, or by Web form
About Point Lookout
Thank you for reading this article. I hope you enjoyed it and found it useful,
and that you'll consider recommending it to a friend.
Point Lookout is a free weekly email newsletter. Browse the archive
of past issues. Subscribe for free.
Support Point Lookout by joining the Friends of Point Lookout,
as an individual or as an organization.
Do you face a complex interpersonal situation? Send it in,
anonymously if you like, and I'll give you my two cents.
More articles on Workplace Politics:
- Snares at Work
- Stuck in uncomfortable situations, we tend to think of ourselves as trapped. But sometimes it is our own actions that keep us stuck. Understanding how these traps work is the first step to learning how to deal with them.
- Stonewalling: Part I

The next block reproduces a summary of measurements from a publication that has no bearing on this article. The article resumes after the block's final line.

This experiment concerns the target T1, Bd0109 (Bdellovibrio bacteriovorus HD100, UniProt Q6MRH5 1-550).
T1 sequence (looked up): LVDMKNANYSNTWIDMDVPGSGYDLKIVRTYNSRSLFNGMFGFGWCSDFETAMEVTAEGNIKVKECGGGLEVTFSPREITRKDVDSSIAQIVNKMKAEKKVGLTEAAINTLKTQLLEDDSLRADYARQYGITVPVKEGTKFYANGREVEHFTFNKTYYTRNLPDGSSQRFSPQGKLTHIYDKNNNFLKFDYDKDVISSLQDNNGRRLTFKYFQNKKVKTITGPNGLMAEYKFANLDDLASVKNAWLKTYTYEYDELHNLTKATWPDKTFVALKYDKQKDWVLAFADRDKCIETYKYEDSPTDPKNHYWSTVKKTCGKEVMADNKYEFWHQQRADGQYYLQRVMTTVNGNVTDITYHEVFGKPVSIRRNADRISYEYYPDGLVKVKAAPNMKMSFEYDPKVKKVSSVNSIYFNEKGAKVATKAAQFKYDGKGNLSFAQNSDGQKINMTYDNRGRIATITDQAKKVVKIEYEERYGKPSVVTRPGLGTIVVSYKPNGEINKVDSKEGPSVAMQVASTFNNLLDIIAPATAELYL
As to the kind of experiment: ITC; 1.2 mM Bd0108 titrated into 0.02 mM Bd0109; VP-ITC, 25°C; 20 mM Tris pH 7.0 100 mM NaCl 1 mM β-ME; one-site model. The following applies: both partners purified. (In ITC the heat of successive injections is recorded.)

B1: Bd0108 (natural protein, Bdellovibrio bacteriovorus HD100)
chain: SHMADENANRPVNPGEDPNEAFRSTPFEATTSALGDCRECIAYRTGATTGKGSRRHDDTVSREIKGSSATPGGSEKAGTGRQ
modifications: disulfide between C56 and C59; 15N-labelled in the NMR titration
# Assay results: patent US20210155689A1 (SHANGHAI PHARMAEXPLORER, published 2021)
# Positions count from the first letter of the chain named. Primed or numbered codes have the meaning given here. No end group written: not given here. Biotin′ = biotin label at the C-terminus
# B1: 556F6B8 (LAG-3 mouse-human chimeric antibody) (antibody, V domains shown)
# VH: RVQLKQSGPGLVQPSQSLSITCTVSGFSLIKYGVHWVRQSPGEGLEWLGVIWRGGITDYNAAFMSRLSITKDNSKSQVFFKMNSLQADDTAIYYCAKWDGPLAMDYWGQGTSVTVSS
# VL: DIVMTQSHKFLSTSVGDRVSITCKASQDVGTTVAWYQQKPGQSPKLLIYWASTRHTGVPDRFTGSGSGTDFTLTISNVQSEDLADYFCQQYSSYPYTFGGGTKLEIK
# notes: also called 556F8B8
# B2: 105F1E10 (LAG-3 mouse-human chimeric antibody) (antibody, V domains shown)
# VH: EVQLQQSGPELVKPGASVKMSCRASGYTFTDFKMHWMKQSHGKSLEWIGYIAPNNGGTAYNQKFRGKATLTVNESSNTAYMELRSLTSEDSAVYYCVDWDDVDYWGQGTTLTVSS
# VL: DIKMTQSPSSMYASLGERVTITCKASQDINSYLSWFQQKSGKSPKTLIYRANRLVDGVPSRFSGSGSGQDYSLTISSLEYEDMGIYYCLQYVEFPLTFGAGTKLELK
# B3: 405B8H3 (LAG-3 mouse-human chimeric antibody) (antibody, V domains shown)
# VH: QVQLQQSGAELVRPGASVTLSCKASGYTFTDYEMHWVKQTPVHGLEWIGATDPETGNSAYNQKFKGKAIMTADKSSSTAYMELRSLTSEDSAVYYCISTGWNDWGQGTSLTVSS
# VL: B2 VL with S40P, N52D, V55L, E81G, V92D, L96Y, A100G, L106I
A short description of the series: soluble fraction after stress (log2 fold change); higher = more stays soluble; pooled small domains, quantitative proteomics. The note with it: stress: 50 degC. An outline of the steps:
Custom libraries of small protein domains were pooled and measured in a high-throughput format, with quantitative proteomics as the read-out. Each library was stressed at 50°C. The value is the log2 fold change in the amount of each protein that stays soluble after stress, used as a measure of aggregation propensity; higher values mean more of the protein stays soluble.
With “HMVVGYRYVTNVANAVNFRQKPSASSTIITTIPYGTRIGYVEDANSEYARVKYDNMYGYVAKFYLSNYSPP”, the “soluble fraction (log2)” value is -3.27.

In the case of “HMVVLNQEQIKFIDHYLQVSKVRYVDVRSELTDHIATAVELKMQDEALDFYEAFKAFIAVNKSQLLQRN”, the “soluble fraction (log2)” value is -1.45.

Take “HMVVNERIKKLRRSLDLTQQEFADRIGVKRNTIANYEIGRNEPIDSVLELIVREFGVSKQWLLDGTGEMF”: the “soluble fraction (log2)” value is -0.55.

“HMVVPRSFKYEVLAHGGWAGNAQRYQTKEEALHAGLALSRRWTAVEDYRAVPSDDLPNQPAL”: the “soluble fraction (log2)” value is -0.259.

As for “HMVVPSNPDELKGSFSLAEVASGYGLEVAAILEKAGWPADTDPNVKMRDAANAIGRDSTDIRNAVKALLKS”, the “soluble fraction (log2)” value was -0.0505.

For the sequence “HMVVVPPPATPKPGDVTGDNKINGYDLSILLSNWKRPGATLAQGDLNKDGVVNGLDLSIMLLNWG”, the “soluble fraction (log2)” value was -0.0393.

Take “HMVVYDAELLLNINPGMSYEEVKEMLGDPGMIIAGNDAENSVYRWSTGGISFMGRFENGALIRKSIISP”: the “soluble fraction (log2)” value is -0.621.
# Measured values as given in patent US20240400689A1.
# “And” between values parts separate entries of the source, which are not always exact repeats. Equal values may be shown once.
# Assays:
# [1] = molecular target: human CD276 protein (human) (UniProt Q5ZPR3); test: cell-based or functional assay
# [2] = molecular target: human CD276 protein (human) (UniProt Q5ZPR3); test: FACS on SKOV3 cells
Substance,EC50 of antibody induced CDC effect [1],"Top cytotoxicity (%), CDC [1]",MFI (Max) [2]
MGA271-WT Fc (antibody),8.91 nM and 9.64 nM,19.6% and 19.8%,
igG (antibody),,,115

- Stonewalling is a tactic of obstruction used by those who wish to stall the forward progress of some effort. Whether the effort is a rival project, an investigation, or just the work of a colleague, the stonewaller hopes to gain advantage. What can you do about stonewalling?
- I've Got Your Number, Pal
- Recent research has uncovered a human tendency — possibly universal — to believe that we know others better than others know them, and that we know ourselves better than others know themselves. These beliefs, rarely acknowledged and often wrong, are at the root of many a toxic conflict of long standing.
- Workplace Bullying and Workplace Conflict: Part I
- Bullying is unlike other forms of toxic conflict. That's why the tools we use to address toxic conflict simply do not work for bullying. In this Part I, we contrast bullying and ordinary toxic conflict.
- Failure Foreordained
- Performance Improvement Plans help supervisors guide their subordinates toward improved performance. But they can also be used to develop documentation to support termination. How can subordinates tell whether a PIP is a real opportunity to improve?
See also Workplace Politics and Conflict Management for more related articles.
Forthcoming Issues of Point Lookout
- Coming February 10: Patterns of Conflict Escalation: Part II